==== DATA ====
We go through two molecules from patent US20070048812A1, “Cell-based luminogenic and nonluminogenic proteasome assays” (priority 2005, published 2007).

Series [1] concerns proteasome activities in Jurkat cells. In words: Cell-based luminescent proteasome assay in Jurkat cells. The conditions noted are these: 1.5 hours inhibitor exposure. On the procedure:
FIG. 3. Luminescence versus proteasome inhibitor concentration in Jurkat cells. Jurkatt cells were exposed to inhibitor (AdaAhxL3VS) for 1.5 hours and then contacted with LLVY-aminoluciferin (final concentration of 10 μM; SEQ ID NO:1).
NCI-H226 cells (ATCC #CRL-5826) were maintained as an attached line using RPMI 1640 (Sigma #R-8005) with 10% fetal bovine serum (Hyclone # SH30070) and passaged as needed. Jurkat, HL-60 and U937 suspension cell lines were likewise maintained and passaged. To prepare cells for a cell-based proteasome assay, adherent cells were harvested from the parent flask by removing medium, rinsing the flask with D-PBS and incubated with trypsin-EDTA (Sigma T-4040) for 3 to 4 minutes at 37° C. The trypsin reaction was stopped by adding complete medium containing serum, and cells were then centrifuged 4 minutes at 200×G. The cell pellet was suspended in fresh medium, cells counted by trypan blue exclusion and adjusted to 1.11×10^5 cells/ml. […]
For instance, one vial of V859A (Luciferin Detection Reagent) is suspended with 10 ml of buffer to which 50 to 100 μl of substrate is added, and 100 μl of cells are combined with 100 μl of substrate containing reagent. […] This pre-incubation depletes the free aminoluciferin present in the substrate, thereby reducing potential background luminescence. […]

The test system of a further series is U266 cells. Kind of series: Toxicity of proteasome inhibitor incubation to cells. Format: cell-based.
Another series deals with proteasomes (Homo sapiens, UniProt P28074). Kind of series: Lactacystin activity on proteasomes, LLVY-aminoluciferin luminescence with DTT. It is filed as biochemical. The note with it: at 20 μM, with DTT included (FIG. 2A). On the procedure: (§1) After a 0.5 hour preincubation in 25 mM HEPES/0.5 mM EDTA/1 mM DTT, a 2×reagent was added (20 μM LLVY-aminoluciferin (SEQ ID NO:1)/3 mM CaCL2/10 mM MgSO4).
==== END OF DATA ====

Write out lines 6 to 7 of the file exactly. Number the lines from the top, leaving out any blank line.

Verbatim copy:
The test system of a further series is U266 cells. Kind of series: Toxicity of proteasome inhibitor incubation to cells. Format: cell-based.
Another series deals with proteasomes (Homo sapiens, UniProt P28074). Kind of series: Lactacystin activity on proteasomes, LLVY-aminoluciferin luminescence with DTT. It is filed as biochemical. The note with it: at 20 μM, with DTT included (FIG. 2A). On the procedure: (§1) After a 0.5 hour preincubation in 25 mM HEPES/0.5 mM EDTA/1 mM DTT, a 2×reagent was added (20 μM LLVY-aminoluciferin (SEQ ID NO:1)/3 mM CaCL2/10 mM MgSO4).